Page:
Productivity Distilled: How to conquer an overwhelming week

Prioritizing may be the key to lowering your stress levels

A messy to-do list.

Here’s a situation every Queen’s student knows all too well: it’s Monday morning and you have a massive list of things you didn’t get to last week. You glance at your calendar to find more jam-packed weeks ahead with no time to slow down. 

With midterm season gearing up, job applications in full swing, and extracurricular responsibilities seeping into your once-coveted free time, life is beginning to feel a tad overwhelming. 

If you’re starting to feel burnt out, it’s critical to approach the weeks ahead in control rather than stressed and overwhelmed.

Prioritize tasks ahead of time

While it may be satisfying to spew out everything you need to do on a sheet of paper, massive to-do lists are often counter-productive and hide the differing levels of importance between our tasks. Although emailing a professor about Research Assistant positions and getting new highlighters may both be on your to-do list, they're not equal. 

Don’t get me wrong: I love fresh highlighters too, but new school supplies don’t have the same impact an uncomfortable task like emailing a professor might.

We tend to de-prioritize the tasks which are most uncomfortable for us to do, and it’s why we may see the same things on our to-do lists week after week. This pattern boils down to playing a constant game of mental Jenga with our to-do lists, only pulling out the tasks which look right in the moment.

We tend to de-prioritize the tasks which are most uncomfortable for us to do, and it’s why we may see the same things on our to-do lists week after week.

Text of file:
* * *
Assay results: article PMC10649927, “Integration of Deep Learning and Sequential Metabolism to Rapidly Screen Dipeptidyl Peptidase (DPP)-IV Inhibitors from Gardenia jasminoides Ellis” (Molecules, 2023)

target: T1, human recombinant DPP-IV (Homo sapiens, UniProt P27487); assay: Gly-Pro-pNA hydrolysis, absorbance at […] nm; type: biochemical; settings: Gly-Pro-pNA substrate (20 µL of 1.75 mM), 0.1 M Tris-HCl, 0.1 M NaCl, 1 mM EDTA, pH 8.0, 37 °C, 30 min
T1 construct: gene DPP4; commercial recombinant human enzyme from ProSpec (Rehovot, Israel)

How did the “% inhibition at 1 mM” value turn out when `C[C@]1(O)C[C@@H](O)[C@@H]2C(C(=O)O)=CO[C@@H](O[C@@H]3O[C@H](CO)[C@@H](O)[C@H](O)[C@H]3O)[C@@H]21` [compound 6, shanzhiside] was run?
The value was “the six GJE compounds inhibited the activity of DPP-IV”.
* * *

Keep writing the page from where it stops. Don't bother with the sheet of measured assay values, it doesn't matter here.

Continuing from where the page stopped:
While this strategy means your lighter tasks may get done, the important ones end up buried—providing short-term feelings of accomplishment instead of the long-term pay-off we crave and set out for.

A useful strategy to combat avoiding important tasks is starting each week by prioritizing your tasks. Outline the five most important jobs of your week, then another five slightly less pressing ones, and finally, five additional tasks which don’t get touched until everything else is checked off. 

This prioritization forces you to move down your to-do’s in order of importance, distinguishing the “want-to-do” from the “need-to-do.” 

For the rest of the week, start each day by identifying the most important task. This is the task which, if it was the only thing you accomplished that day, you would still consider that day to be productive. 

Pre-structured journals, like the popular Productivity Planner, provide accountability by outlining this weekly and daily structure for you. Having this format laid out can be helpful, especially when starting with a structure like this for the first time. 

However, this habit of prioritizing your tasks can easily be adopted in a blank journal or existing agenda—all it takes is two minutes and a little intention. 

By committing to a structure like this on a weekly basis, your overflowing stress levels may dissipate and you’ll begin to see just how much can get done in a week if you plan effectively. 

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